Introduction into Freemasonry
This page will give you an insight into freemasonry in the County of ‘Happy’ Hertfordshire and the origins and aims of freemasonry in general. Maybe you are interested in joining or have an interest in our craft in which case feel free to browse all the pages in this site and its associated links.
If you would like any further information or would like to contact us the details for the central office are on the contacts page.
What is Freemasony?
To be more specific:
Freemasonry is open to men of good reputation, irrespective of race or creed, provided they believe in a Supreme Being. This belief is an essential qualification for admission and continued membership.
Freemasonry teaches moral lessons and self-knowledge, through participation in a progression of allegorical two-part plays, which are learnt by heart and performed within each Lodge;
Freemasonry offers its members an approach to life which seeks to reinforce thoughtfulness for others, kindness in the community, honesty in business, courtesy in society, and fairness in all things. Members are urged to regard the interests of the family as paramount, but importantly, Freemasonry also teaches and practises concern for people, care for the less fortunate and help for those in need.
The Constitutions and rules are freely available; the local Public Library holds many descriptive Masonic books; the Internet has hundreds of web pages of information from all over the world.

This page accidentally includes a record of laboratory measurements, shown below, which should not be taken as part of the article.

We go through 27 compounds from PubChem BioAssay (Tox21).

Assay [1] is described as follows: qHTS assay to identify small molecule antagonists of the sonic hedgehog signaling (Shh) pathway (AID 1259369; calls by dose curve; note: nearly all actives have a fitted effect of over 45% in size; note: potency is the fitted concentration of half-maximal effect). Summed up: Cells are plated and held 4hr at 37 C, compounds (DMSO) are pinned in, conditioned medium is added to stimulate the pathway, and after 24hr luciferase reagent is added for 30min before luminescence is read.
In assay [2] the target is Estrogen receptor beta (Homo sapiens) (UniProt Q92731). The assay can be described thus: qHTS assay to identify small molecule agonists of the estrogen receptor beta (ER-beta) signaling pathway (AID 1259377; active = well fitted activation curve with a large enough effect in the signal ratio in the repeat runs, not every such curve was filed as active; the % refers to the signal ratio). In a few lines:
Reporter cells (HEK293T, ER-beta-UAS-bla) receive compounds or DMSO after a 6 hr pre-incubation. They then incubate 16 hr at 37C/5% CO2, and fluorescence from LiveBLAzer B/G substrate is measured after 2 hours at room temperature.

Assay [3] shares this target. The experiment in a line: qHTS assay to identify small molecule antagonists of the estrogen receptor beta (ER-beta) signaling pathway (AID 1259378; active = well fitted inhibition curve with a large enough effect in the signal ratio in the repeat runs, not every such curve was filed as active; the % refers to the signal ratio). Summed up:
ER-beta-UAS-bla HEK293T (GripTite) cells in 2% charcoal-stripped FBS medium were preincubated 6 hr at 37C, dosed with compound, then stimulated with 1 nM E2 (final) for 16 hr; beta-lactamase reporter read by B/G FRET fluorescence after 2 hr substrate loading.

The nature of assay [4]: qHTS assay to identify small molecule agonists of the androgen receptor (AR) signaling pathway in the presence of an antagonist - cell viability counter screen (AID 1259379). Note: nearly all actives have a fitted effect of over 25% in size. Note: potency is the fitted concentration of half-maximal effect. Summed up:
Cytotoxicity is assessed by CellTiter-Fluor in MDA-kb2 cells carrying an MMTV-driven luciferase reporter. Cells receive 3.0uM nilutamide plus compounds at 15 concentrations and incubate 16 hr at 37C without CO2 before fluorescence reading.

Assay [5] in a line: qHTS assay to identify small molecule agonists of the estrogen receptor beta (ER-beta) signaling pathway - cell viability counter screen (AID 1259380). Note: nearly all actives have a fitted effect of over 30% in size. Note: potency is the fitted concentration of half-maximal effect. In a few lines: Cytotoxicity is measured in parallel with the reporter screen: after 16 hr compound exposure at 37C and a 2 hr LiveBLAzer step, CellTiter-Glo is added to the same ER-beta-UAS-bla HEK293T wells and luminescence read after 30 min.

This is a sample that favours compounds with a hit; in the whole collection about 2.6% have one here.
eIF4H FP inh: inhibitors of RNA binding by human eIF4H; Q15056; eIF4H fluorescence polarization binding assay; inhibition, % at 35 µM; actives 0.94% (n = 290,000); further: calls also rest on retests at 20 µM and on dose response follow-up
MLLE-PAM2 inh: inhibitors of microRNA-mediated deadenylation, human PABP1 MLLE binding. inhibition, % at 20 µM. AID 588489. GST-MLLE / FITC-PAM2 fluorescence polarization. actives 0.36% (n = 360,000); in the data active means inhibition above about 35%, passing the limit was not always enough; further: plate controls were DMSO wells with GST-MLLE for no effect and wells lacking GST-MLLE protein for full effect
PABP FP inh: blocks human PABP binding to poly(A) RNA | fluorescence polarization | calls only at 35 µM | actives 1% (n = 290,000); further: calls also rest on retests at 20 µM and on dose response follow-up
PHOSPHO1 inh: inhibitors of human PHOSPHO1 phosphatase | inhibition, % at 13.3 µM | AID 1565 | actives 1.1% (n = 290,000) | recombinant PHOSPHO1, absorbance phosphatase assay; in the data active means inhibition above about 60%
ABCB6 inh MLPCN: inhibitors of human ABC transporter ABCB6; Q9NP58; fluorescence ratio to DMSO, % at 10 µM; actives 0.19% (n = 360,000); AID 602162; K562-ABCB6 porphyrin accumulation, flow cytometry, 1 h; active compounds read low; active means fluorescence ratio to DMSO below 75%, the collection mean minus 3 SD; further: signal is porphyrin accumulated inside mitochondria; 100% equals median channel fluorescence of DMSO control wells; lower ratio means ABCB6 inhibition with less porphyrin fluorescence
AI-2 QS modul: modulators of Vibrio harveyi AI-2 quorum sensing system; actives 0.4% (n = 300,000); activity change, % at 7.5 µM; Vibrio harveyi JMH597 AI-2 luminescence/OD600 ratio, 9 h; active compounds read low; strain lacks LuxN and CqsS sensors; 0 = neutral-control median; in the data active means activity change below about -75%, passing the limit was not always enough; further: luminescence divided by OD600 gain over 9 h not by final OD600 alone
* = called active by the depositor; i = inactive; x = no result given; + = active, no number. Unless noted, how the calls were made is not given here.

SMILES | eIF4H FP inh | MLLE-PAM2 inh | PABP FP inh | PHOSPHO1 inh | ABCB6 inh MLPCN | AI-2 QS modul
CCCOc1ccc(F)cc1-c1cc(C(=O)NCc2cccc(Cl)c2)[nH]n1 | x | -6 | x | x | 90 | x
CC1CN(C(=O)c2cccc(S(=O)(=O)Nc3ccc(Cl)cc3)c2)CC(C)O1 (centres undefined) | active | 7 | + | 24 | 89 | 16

Lodge meetings, like meetings of any other social and professional associations, are private occasions open only to members. Freemasons are encouraged to speak openly about their membership while remembering that they undertake not to use their membership for their own or anyone else’s advancement.
Freemasonry requires a belief in God and its principles are common to many of the world’s great religions. Freemasonry does not try to replace religion or substitute for it. Every candidate is exhorted to practise his religion and to regard its holy book as the unerring standard of truth. Freemasonry does not instruct its members in what their religious beliefs should be, nor does it offer sacraments.
Thus, Freemasonry brings men of different faiths together in a unique way, to share a happy and rewarding fellowship with one another.
All monies raised for charity are drawn from among Freemasons, their families and friends, while grants and donations are made to Masonic and non-Masonic charities alike.
Over the past five years alone, Freemasonry has raised more than £75m for a wide range of charitable purposes, including those involved in medical research, community care, education and work with young people.
Freemasonry In Hertfordshire
The majority of lodges which form the Province of Hertfordshire meet at Masonic centres located in Bishop’s Stortford, Cheshunt, Hertingfordbury, Letchworth, Linslade, Radlett, Royston, St Albans, Sawbridgeworth, Southgate and Watford. In other locations, such as Barnet, Berkhamsted, Bushey, Hatfield, Hertford and Harpenden other premises are used. In all there are 205 lodges with a total membership of just over 7,000.